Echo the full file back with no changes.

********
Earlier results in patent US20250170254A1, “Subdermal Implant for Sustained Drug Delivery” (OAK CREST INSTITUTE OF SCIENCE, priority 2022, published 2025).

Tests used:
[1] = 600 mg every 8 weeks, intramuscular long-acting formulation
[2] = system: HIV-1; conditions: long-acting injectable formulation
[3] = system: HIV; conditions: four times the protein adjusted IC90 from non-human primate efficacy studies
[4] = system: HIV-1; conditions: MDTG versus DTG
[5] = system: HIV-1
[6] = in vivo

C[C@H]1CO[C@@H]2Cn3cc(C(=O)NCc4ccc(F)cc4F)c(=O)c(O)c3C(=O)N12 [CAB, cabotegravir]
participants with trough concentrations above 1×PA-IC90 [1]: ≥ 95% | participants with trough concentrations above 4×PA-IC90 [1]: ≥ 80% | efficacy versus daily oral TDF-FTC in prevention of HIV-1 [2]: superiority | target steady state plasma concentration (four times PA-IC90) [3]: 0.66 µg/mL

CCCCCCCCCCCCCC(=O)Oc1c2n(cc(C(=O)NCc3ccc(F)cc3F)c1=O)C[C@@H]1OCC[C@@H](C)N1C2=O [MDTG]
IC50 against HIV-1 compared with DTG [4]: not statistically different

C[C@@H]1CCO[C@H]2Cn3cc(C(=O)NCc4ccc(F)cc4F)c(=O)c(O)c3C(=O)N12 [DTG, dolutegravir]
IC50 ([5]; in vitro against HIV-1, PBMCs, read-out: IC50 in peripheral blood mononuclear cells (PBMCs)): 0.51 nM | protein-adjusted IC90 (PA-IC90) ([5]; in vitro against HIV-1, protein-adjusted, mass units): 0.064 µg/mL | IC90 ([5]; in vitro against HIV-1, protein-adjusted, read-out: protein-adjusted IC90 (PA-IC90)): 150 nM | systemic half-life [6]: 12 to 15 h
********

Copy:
Earlier results in patent US20250170254A1, “Subdermal Implant for Sustained Drug Delivery” (OAK CREST INSTITUTE OF SCIENCE, priority 2022, published 2025).

Tests used:
[1] = 600 mg every 8 weeks, intramuscular long-acting formulation
[2] = system: HIV-1; conditions: long-acting injectable formulation
[3] = system: HIV; conditions: four times the protein adjusted IC90 from non-human primate efficacy studies
[4] = system: HIV-1; conditions: MDTG versus DTG
[5] = system: HIV-1
[6] = in vivo

C[C@H]1CO[C@@H]2Cn3cc(C(=O)NCc4ccc(F)cc4F)c(=O)c(O)c3C(=O)N12 [CAB, cabotegravir]
participants with trough concentrations above 1×PA-IC90 [1]: ≥ 95% | participants with trough concentrations above 4×PA-IC90 [1]: ≥ 80% | efficacy versus daily oral TDF-FTC in prevention of HIV-1 [2]: superiority | target steady state plasma concentration (four times PA-IC90) [3]: 0.66 µg/mL

CCCCCCCCCCCCCC(=O)Oc1c2n(cc(C(=O)NCc3ccc(F)cc3F)c1=O)C[C@@H]1OCC[C@@H](C)N1C2=O [MDTG]
IC50 against HIV-1 compared with DTG [4]: not statistically different

C[C@@H]1CCO[C@H]2Cn3cc(C(=O)NCc4ccc(F)cc4F)c(=O)c(O)c3C(=O)N12 [DTG, dolutegravir]
IC50 ([5]; in vitro against HIV-1, PBMCs, read-out: IC50 in peripheral blood mononuclear cells (PBMCs)): 0.51 nM | protein-adjusted IC90 (PA-IC90) ([5]; in vitro against HIV-1, protein-adjusted, mass units): 0.064 µg/mL | IC90 ([5]; in vitro against HIV-1, protein-adjusted, read-out: protein-adjusted IC90 (PA-IC90)): 150 nM | systemic half-life [6]: 12 to 15 h